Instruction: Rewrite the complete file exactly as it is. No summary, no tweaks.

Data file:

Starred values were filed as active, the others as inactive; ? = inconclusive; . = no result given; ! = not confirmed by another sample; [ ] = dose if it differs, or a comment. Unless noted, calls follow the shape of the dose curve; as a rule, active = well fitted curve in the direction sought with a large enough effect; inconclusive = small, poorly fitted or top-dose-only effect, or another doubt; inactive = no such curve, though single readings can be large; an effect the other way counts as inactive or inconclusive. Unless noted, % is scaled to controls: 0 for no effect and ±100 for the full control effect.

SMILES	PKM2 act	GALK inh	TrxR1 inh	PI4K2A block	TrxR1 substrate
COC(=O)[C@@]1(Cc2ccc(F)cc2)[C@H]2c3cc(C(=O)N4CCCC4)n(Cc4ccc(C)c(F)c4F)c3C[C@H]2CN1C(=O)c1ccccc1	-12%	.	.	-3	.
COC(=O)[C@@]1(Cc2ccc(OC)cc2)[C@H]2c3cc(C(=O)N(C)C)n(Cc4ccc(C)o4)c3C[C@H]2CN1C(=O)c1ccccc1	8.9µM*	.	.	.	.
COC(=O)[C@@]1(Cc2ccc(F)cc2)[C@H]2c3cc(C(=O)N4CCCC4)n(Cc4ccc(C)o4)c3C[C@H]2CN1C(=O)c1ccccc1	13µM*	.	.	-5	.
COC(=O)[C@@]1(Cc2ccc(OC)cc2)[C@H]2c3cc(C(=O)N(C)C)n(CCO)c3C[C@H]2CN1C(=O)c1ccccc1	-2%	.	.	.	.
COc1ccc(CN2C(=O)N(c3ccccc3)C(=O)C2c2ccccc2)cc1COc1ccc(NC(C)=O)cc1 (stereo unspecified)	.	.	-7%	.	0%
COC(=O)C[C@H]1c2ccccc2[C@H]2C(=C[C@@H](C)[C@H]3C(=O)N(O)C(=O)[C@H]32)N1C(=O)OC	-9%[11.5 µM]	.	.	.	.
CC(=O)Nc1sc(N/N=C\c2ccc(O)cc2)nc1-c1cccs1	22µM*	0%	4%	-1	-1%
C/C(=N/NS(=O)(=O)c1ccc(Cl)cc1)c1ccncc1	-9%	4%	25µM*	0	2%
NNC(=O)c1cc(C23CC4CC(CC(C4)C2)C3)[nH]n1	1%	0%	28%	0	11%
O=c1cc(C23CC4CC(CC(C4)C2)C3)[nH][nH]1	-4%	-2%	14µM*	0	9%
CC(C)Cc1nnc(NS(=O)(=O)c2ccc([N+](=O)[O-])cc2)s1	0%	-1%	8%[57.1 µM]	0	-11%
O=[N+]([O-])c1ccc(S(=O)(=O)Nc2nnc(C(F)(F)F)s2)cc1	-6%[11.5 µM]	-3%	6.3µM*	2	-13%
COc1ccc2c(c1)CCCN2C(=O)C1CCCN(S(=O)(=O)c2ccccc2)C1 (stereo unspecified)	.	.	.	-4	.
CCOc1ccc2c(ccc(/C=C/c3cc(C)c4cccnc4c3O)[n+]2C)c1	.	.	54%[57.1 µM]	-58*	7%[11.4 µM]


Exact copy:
Starred values were filed as active, the others as inactive; ? = inconclusive; . = no result given; ! = not confirmed by another sample; [ ] = dose if it differs, or a comment. Unless noted, calls follow the shape of the dose curve; as a rule, active = well fitted curve in the direction sought with a large enough effect; inconclusive = small, poorly fitted or top-dose-only effect, or another doubt; inactive = no such curve, though single readings can be large; an effect the other way counts as inactive or inconclusive. Unless noted, % is scaled to controls: 0 for no effect and ±100 for the full control effect.

SMILES	PKM2 act	GALK inh	TrxR1 inh	PI4K2A block	TrxR1 substrate
COC(=O)[C@@]1(Cc2ccc(F)cc2)[C@H]2c3cc(C(=O)N4CCCC4)n(Cc4ccc(C)c(F)c4F)c3C[C@H]2CN1C(=O)c1ccccc1	-12%	.	.	-3	.
COC(=O)[C@@]1(Cc2ccc(OC)cc2)[C@H]2c3cc(C(=O)N(C)C)n(Cc4ccc(C)o4)c3C[C@H]2CN1C(=O)c1ccccc1	8.9µM*	.	.	.	.
COC(=O)[C@@]1(Cc2ccc(F)cc2)[C@H]2c3cc(C(=O)N4CCCC4)n(Cc4ccc(C)o4)c3C[C@H]2CN1C(=O)c1ccccc1	13µM*	.	.	-5	.
COC(=O)[C@@]1(Cc2ccc(OC)cc2)[C@H]2c3cc(C(=O)N(C)C)n(CCO)c3C[C@H]2CN1C(=O)c1ccccc1	-2%	.	.	.	.
COc1ccc(CN2C(=O)N(c3ccccc3)C(=O)C2c2ccccc2)cc1COc1ccc(NC(C)=O)cc1 (stereo unspecified)	.	.	-7%	.	0%
COC(=O)C[C@H]1c2ccccc2[C@H]2C(=C[C@@H](C)[C@H]3C(=O)N(O)C(=O)[C@H]32)N1C(=O)OC	-9%[11.5 µM]	.	.	.	.
CC(=O)Nc1sc(N/N=C\c2ccc(O)cc2)nc1-c1cccs1	22µM*	0%	4%	-1	-1%
C/C(=N/NS(=O)(=O)c1ccc(Cl)cc1)c1ccncc1	-9%	4%	25µM*	0	2%
NNC(=O)c1cc(C23CC4CC(CC(C4)C2)C3)[nH]n1	1%	0%	28%	0	11%
O=c1cc(C23CC4CC(CC(C4)C2)C3)[nH][nH]1	-4%	-2%	14µM*	0	9%
CC(C)Cc1nnc(NS(=O)(=O)c2ccc([N+](=O)[O-])cc2)s1	0%	-1%	8%[57.1 µM]	0	-11%
O=[N+]([O-])c1ccc(S(=O)(=O)Nc2nnc(C(F)(F)F)s2)cc1	-6%[11.5 µM]	-3%	6.3µM*	2	-13%
COc1ccc2c(c1)CCCN2C(=O)C1CCCN(S(=O)(=O)c2ccccc2)C1 (stereo unspecified)	.	.	.	-4	.
CCOc1ccc2c(ccc(/C=C/c3cc(C)c4cccnc4c3O)[n+]2C)c1	.	.	54%[57.1 µM]	-58*	7%[11.4 µM]